But I still don't completely understand what is or isn't ullage in rocket science context.
Ullage technically is the space in a tank of liquid which is gas-filled instead of liquid-filled.
For a propellant tank, it's important that the ullage volume be kept away from the inlet that leads to the engines, because you want the liquid going into the engines. Propellant turbopumps will surge and likely fail if they ingest large amounts of gas while running; if the gas is inert, pressure-fed engines will lose their stable combustion.
Is it only a noun, or does it have a form as a verb?
Formally it's a noun; as with all jargon, people will in practice reduce complex issues and concepts to a single word without really being conscious of it. Like so: "The Apollo CSM sometimes needs to perform a burn with the RCS thrusters before igniting the main engine, to ensure that the ullage is at the forward end of the propellant tanks and the propellant feeds correctly" becomes "Apollo does an ullage burn [i.e. a burn which is significant to the ullage issue] before ignition".
In the Apollo transcripts, when mission control reads up a "pad", or set of instructions for a maneuver to be done at a set time, they specify the ullage details like this one from Apollo 11:
73:59:46 McCandless: Roger. TEI-1, SPS/G&N; 38658, minus 0.54, plus 0.65, TIG, 078:02:03.45; plus 2918.0, plus 0377.9, minus 0132.5; roll NA, pitch 041. The balance of the PAD is NA. Ullage; two jets, 19 seconds. TEI-4 PAD, SPS/G&N:, 38658, minus 0.54, plus 0.65, TIG, 084:29:50.59; plus 3137.3, plus 0376.0, minus 0096.8; roll NA, pitch 034. The rest of the PAD is NA. Ullage; two jets, 19 seconds. Both of these PADs are for an undocked maneuver. TEI-plus-4 PAD assumes no LOI-2. Over. Make that TEI-4 PAD assumes no LOI-2. [Long pause.]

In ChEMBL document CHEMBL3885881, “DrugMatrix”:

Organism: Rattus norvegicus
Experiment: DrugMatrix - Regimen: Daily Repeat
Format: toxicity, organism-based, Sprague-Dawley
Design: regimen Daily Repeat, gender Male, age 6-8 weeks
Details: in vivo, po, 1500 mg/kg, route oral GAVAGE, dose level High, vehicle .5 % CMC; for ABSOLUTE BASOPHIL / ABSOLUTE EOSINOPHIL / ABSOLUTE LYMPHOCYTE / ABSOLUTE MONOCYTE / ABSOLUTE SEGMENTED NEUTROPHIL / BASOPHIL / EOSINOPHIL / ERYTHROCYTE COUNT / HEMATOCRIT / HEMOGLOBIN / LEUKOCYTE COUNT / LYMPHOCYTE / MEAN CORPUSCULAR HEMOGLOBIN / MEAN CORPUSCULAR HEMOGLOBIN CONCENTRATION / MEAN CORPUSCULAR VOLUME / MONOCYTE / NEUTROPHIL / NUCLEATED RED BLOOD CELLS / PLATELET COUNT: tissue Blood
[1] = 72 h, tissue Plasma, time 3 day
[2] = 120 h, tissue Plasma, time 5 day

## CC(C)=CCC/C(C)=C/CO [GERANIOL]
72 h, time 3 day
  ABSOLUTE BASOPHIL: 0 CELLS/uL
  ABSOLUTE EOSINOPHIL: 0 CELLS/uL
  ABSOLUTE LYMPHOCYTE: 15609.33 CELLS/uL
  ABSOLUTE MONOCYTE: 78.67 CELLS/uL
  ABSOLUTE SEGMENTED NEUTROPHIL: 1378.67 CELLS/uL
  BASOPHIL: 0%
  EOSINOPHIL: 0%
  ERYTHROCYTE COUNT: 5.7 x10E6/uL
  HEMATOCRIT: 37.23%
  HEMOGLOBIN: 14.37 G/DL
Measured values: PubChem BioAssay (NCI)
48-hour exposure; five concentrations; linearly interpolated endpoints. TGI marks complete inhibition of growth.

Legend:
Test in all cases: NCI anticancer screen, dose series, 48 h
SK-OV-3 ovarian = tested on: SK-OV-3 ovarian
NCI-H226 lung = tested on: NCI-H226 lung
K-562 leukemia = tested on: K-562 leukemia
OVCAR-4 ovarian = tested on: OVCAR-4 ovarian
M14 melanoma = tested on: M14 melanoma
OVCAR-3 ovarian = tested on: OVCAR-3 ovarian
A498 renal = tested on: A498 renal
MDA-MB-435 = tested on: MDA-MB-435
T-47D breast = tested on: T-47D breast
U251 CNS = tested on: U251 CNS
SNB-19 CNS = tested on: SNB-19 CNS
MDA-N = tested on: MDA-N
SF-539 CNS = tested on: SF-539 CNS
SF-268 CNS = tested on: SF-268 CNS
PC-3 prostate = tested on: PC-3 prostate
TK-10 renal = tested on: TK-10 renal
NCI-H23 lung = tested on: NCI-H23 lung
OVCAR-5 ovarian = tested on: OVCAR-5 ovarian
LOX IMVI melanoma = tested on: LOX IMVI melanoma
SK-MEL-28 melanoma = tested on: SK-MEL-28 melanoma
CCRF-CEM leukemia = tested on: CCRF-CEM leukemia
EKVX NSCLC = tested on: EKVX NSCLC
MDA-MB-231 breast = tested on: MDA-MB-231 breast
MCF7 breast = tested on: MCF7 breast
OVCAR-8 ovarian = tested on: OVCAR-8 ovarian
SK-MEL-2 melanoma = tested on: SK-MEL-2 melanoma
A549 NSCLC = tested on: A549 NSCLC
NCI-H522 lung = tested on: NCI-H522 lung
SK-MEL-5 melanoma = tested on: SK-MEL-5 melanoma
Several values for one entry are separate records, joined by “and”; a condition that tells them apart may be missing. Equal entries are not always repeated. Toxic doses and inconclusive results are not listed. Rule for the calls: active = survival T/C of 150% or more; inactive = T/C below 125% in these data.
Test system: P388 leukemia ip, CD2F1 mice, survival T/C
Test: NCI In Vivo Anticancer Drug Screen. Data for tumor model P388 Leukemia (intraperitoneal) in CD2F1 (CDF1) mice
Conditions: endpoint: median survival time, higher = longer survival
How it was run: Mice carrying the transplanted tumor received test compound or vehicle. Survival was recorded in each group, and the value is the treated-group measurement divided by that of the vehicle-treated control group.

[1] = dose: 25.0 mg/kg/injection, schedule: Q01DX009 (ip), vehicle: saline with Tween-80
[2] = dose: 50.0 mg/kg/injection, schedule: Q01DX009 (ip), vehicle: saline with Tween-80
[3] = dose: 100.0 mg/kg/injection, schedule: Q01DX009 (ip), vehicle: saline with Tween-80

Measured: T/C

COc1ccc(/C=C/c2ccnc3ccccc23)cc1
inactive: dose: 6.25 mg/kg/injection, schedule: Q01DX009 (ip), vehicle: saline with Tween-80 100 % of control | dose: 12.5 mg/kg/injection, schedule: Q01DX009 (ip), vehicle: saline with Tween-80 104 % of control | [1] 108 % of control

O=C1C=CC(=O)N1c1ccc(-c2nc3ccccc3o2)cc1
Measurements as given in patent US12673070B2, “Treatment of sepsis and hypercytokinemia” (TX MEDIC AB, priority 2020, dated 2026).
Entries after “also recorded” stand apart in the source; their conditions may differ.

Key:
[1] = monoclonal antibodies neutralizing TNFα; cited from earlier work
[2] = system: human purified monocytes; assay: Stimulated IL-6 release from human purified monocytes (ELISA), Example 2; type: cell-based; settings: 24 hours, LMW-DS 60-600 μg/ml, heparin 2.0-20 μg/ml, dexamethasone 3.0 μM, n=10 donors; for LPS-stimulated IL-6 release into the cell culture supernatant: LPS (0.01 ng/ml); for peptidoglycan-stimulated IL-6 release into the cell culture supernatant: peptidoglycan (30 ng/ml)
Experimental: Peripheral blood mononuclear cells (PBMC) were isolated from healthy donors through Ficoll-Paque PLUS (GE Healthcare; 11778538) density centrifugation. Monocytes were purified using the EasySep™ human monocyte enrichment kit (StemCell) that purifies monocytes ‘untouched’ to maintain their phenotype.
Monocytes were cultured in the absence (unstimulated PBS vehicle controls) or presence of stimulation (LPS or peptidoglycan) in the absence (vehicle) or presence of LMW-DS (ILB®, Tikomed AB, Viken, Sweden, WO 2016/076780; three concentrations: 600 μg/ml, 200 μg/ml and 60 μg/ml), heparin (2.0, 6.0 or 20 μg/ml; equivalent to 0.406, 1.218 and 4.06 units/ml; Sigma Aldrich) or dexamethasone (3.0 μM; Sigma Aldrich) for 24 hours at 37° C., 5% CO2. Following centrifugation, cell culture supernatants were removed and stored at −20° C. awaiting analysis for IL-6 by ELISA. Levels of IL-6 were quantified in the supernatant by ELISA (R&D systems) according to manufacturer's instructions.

But again, ultimately, "ullage" is used here as shorthand: "the pre-burn RCS burn that takes care of the ullage problem".
does ullage always refer to a force that pushes liquid fuel to the end
of a tank where the outlet exists?
Organic Marble notes that the word for this is "settling". "Settling force" is the force that pushes propellant to the inlet end of the tank. "Settling burn" is the maneuver that applies settling force. "Ullage" sometimes gets sloppily used in that role, but the force is either gravity or rocket thrust, not ullage.
Can gas pressure in a tank also containing liquid propellant provide ullage, or is ullage restricted to an acceleration (e.g. from the use of an ullage motor just prior to engine ignition) or a diaphragm or gas bag?
Gas pressure by itself doesn't address the keeping-gas-out-of-the-inlet issue, but a volume of pressurized gas in a tank in microgravity is, technically, ullage. The ullage is moving around in the tank in an uncontrolled way, which is problematic.
The diaphragm/balloon solution to the ullage problem (which is typically found with tankage for small thrusters like the Apollo RCS thrusters) is a terminological edge case. Is it ullage or is it not? It's ullage if you consider both sides of the diaphragm together, but if you consider the two sides of the diaphragm as separate tanks, then one is a gas tank with no liquid, and the other is a liquid tank with no gas, so there's no ullage in sight.
Regarding sloppy jargon, you may note that in the beer sales business, ullage winds up with the exact opposite meaning -- it's the residual beer in a container after you've emptied it as much as you can, that's going to go to waste rather than being sold. That is, "ullage" means the beer underneath all the ullage!